Since 2012, North Korea has conducted three satellite launches using long-range rockets, in what outsiders consider covers for banned tests of ICBM technology.

As with the nuclear detonations, each new rocket test puts the North closer to having a nuclear missile that can target the U.S. mainland. Hecker estimates that it may take North Korea five to 10 years to succeed.



Another tweet from Trump criticized China, North Korea's most important ally, for not doing more to discourage its nuclear weapons program: "China has been taking out massive amounts of money & wealth from the U.S. in totally one-sided trade, but won't help with North Korea. Nice!"

While Beijing has publicly reprimanded Pyongyang after nuclear tests and has agreed to rounds of U.N. sanctions against the North, critics say China hasn't done enough to tighten economic pressure.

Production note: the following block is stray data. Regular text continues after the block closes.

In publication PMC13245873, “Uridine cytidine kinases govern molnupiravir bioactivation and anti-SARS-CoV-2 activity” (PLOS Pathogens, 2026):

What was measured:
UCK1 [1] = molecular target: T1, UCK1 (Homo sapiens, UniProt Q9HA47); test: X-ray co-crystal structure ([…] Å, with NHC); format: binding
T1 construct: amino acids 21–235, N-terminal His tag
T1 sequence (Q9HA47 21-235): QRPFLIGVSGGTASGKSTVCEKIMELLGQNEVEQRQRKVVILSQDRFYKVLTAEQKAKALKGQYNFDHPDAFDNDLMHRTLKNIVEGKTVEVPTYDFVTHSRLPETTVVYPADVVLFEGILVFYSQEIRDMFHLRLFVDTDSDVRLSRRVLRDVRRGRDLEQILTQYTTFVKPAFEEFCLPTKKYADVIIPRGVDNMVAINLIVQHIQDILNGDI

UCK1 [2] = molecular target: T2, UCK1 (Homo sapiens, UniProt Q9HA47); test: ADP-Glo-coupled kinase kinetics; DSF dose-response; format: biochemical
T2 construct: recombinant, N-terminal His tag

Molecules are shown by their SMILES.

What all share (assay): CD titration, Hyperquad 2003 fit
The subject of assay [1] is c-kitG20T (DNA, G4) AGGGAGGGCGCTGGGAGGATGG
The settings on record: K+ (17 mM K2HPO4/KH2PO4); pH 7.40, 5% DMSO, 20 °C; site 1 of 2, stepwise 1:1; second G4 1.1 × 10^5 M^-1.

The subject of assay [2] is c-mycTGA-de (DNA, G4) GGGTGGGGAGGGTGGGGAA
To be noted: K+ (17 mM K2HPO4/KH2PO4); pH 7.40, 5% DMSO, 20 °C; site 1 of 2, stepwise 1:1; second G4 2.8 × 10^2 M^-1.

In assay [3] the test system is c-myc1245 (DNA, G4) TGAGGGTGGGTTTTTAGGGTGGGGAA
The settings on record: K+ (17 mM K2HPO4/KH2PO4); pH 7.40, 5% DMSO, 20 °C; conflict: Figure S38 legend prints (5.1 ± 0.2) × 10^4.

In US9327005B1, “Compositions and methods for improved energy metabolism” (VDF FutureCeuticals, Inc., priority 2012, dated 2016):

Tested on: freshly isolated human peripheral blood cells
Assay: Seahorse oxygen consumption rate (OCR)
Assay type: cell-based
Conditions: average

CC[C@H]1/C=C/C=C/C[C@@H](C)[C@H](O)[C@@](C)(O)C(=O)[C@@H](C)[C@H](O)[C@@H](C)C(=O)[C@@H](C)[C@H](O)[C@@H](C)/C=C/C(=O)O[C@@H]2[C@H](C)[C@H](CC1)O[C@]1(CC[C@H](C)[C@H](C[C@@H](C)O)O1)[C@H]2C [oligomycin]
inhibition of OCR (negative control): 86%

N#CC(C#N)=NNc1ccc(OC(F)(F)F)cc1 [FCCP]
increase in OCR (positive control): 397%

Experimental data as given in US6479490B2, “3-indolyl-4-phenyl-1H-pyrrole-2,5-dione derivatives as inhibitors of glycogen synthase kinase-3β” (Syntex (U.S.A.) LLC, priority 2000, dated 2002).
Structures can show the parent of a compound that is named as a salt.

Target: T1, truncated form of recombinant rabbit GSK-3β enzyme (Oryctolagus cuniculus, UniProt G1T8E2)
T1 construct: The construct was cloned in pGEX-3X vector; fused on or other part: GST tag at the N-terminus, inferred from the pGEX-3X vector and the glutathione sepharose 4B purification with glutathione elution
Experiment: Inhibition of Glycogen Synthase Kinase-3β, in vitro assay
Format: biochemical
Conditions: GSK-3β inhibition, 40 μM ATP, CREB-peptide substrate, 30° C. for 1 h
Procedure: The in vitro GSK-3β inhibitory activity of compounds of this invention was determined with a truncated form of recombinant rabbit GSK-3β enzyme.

Chinese foreign ministry spokesman Geng Shuang said China's efforts and commitment to the dismantling of North Korea's nuclear program are "consistent and clear."

"The effort China has made to this end is obvious to all," Geng said in a regular briefing. "We hope all sides can refrain from speaking or doing anything that can aggravate the situation and work in concert to pull the issue back to dialogue and negotiation."



Pyongyang has a habit of taking a swing at new U.S. presidents, so Trump may not have long to wait before getting a fresh look at North Korean nuclear or missile technology.

Or both: In 2009, a newly inaugurated Barack Obama was greeted with a nuclear test and a long-range rocket launch.


Foster Klug is AP's Seoul bureau chief and has covered both Koreas since 2005. Follow him at www.twitter.com/apklug